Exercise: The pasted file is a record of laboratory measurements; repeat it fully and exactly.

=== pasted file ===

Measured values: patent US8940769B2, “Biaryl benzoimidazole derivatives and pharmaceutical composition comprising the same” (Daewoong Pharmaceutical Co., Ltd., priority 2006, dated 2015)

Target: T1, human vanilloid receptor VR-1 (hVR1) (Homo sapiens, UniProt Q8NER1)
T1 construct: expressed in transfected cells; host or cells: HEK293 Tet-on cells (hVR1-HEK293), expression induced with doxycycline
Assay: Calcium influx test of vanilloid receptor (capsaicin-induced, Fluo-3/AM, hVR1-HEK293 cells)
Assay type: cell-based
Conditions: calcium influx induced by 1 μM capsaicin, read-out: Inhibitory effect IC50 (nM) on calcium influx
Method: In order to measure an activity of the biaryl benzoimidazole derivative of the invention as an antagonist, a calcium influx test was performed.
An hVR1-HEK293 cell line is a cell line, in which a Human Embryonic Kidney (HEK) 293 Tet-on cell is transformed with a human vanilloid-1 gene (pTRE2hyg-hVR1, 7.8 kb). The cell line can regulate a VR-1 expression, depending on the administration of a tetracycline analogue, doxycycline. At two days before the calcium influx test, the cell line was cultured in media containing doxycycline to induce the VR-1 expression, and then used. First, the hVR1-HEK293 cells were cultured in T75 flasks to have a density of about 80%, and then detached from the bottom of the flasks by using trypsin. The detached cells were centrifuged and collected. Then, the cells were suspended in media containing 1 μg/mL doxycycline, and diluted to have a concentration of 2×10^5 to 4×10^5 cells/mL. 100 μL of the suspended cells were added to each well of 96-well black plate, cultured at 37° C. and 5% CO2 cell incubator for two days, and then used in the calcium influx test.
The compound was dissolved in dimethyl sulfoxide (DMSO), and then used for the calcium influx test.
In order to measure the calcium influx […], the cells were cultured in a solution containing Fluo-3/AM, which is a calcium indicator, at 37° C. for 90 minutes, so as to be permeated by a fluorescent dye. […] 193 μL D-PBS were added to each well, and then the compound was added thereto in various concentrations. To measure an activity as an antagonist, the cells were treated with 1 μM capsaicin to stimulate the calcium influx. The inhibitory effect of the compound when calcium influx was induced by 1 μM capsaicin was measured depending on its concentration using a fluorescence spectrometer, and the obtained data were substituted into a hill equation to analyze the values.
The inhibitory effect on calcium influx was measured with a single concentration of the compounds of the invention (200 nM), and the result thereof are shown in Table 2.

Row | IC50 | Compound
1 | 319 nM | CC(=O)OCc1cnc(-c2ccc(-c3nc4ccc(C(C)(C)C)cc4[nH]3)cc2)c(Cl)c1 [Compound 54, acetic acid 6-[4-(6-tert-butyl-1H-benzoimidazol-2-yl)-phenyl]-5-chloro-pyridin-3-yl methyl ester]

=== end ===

Measured values: patent US8940769B2, “Biaryl benzoimidazole derivatives and pharmaceutical composition comprising the same” (Daewoong Pharmaceutical Co., Ltd., priority 2006, dated 2015)

Target: T1, human vanilloid receptor VR-1 (hVR1) (Homo sapiens, UniProt Q8NER1)
T1 construct: expressed in transfected cells; host or cells: HEK293 Tet-on cells (hVR1-HEK293), expression induced with doxycycline
Assay: Calcium influx test of vanilloid receptor (capsaicin-induced, Fluo-3/AM, hVR1-HEK293 cells)
Assay type: cell-based
Conditions: calcium influx induced by 1 μM capsaicin, read-out: Inhibitory effect IC50 (nM) on calcium influx
Method: In order to measure an activity of the biaryl benzoimidazole derivative of the invention as an antagonist, a calcium influx test was performed.
An hVR1-HEK293 cell line is a cell line, in which a Human Embryonic Kidney (HEK) 293 Tet-on cell is transformed with a human vanilloid-1 gene (pTRE2hyg-hVR1, 7.8 kb). The cell line can regulate a VR-1 expression, depending on the administration of a tetracycline analogue, doxycycline. At two days before the calcium influx test, the cell line was cultured in media containing doxycycline to induce the VR-1 expression, and then used. First, the hVR1-HEK293 cells were cultured in T75 flasks to have a density of about 80%, and then detached from the bottom of the flasks by using trypsin. The detached cells were centrifuged and collected. Then, the cells were suspended in media containing 1 μg/mL doxycycline, and diluted to have a concentration of 2×10^5 to 4×10^5 cells/mL. 100 μL of the suspended cells were added to each well of 96-well black plate, cultured at 37° C. and 5% CO2 cell incubator for two days, and then used in the calcium influx test.
The compound was dissolved in dimethyl sulfoxide (DMSO), and then used for the calcium influx test.
In order to measure the calcium influx […], the cells were cultured in a solution containing Fluo-3/AM, which is a calcium indicator, at 37° C. for 90 minutes, so as to be permeated by a fluorescent dye. […] 193 μL D-PBS were added to each well, and then the compound was added thereto in various concentrations. To measure an activity as an antagonist, the cells were treated with 1 μM capsaicin to stimulate the calcium influx. The inhibitory effect of the compound when calcium influx was induced by 1 μM capsaicin was measured depending on its concentration using a fluorescence spectrometer, and the obtained data were substituted into a hill equation to analyze the values.
The inhibitory effect on calcium influx was measured with a single concentration of the compounds of the invention (200 nM), and the result thereof are shown in Table 2.

Row | IC50 | Compound
1 | 319 nM | CC(=O)OCc1cnc(-c2ccc(-c3nc4ccc(C(C)(C)C)cc4[nH]3)cc2)c(Cl)c1 [Compound 54, acetic acid 6-[4-(6-tert-butyl-1H-benzoimidazol-2-yl)-phenyl]-5-chloro-pyridin-3-yl methyl ester]